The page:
Spec-wise it kicks the shit out of the one you linked (though costs a fair bit more as a result). IMO, building your own is almost always the better option. You can either save money (or buy better parts for the same price) compared to a prebuilt, but for me the biggest bonus isThat is a nice set up! I'll have to consider it, but I've never built one before. Is it difficult/worth it over a premade one such as what I linked?
Spec-wise it kicks the shit out of the one you linked (though costs a fair bit more as a result). IMO, building your own is almost always the better option. You can either save money (or buy better parts for the same price) compared to a prebuilt, but for me the biggest bonus is
NO PRE-INSTALLED BLOATWARE
Seriously. It's amazing. When I first built my comp it had windows installed. That's it. Not even Microsoft Office. It's amazing.
As for the actual building process... if you can build a lego set, you can build a PC. The hardware portion is easy as hell.
Mini-atx FTWI'd stay away from SFF. Small Form Factor. If size is a concern then I would rather find A very good laptop with a docking station.
If size is not a problem...older generation i7s are pretty fast and cheap.
This is factually untrue. The only parts that are entirely dependent upon eachother are the mobo and the CPU. The other parts (HDDs, GPUs, ram, PSU, etc) can almost always be swapped willy-nilly unless you're trying to do something ridiculous like put a 2014 GPU in a mobo from 1998.But the "upgradeability" of a computer is just a myth. By the time your current hardware is obsolete you'll have to replace all the guts, sometiems even the PSU.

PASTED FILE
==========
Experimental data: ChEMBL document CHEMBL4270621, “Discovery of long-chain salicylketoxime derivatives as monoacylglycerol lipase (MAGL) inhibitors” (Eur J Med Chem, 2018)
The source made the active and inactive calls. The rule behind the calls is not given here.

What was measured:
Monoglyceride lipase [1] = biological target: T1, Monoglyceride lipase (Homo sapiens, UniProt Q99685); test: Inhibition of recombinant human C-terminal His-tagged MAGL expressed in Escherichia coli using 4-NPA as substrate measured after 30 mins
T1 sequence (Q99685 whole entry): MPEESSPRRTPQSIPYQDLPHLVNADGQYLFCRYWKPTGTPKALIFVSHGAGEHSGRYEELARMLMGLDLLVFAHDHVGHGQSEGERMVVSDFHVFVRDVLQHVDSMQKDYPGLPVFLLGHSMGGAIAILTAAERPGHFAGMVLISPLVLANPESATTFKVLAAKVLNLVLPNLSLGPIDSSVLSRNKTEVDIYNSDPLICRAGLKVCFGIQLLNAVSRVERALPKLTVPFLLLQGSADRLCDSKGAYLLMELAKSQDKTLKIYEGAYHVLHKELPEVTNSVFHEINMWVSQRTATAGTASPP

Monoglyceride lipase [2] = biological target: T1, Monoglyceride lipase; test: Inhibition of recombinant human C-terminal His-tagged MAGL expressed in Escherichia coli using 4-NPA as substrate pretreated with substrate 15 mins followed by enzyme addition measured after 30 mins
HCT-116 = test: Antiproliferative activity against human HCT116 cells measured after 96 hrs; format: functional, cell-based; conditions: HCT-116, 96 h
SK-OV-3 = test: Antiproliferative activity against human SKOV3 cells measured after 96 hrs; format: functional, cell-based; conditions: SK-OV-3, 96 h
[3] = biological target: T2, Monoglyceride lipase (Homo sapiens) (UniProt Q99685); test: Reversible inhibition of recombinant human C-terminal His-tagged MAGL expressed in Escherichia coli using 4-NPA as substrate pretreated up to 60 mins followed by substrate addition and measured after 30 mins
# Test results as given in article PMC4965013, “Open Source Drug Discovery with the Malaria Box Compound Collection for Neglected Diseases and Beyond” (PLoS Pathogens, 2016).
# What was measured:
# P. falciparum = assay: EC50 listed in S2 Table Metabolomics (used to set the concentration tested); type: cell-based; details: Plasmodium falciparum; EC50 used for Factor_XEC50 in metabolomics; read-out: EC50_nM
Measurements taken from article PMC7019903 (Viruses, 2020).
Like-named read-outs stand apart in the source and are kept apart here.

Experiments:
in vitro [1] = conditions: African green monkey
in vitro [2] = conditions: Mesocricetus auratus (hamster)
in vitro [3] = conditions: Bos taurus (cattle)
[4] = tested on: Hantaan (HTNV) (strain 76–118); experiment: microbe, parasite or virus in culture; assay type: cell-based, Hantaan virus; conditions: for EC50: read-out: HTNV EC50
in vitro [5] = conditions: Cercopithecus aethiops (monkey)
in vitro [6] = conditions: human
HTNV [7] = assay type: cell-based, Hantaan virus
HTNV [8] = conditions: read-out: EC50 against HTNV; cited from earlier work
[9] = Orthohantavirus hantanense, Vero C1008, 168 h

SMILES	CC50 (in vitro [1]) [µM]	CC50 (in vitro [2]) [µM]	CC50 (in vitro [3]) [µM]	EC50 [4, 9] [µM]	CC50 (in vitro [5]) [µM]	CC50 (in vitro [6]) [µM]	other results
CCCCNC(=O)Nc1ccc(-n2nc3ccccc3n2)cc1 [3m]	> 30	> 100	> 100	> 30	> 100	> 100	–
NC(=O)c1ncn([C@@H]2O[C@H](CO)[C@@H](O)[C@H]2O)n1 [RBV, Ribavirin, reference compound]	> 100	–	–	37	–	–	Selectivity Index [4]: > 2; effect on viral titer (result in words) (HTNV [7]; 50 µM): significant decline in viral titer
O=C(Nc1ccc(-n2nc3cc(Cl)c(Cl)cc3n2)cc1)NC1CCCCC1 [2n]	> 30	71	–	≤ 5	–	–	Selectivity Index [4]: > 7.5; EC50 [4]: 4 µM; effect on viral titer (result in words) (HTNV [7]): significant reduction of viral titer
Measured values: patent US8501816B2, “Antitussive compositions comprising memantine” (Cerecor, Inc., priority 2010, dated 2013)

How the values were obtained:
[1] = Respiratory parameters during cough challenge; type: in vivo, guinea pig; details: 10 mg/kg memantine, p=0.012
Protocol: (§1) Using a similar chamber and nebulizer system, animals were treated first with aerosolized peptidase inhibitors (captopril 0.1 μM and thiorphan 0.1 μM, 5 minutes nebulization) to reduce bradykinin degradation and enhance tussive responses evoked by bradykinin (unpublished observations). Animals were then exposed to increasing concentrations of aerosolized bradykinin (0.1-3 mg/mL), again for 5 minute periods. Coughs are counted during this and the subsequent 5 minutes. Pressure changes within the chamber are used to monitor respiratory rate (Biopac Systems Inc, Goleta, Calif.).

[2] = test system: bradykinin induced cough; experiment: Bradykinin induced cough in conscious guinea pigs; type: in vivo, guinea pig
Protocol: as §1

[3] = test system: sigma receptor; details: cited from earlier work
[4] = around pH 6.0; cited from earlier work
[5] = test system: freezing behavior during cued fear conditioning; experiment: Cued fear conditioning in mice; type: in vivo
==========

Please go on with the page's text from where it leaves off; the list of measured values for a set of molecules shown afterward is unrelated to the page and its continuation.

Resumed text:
So basically, over the time, you've replaced everything but the housing and the psu...
WOW, such savings, much upgradeable.
If I were "upgrading" my old computer all that I'd still have today is an old, low capacity, HDD, a DVD burner, housing, psu and memory card reader. Why would I want that old unreliable, and low capacity, HDD? The optical drive and card reader are worth, what, $25? That is, if the optical drive still works.
The difference is, you're replacing everything over the time, I replace everything at once.
Cooling? Why should I care about cooling? Yes, I remember the good old days, I had to open my computer in hot days as the GeForce 2 Pro and Athlon 1.4GHz overclocked to 1.6GHz produced too much heat, and it sounded like it was about to take off! A well designed laptop will remain within operating temperature with a small, silent, fan. I ended up ugrading that computer to a faster Athlon XP with the AMD OEM fan, at some point I realized that reliability and silence was much more important to me than speed. Also the GeForce 2 Pro was gone, replaced it with a low end GeForce 4 that was actually faster... And silent.
I see your point, you're a gamer, being able to upgrade the GPU and CPU every now and then is a godsend. The next gen mid-end GPU will be pretty much comparable to the previous gen high-end GPU. I'm not a gamer, music is not going to play better because I got a new CPU, SSH does not do anything faster when I log into a router, etc. Later on I'll probably upgrade the CPU on this laptop and I'll replace the HDD for an SSD (after one year, alwasy on, the current HDD gets relegated to external HDD duties), that should hold me for a couple years, then I'll get another low/mid range laptop that will work for another few years, that will include new battery, new housing, new display, new everything.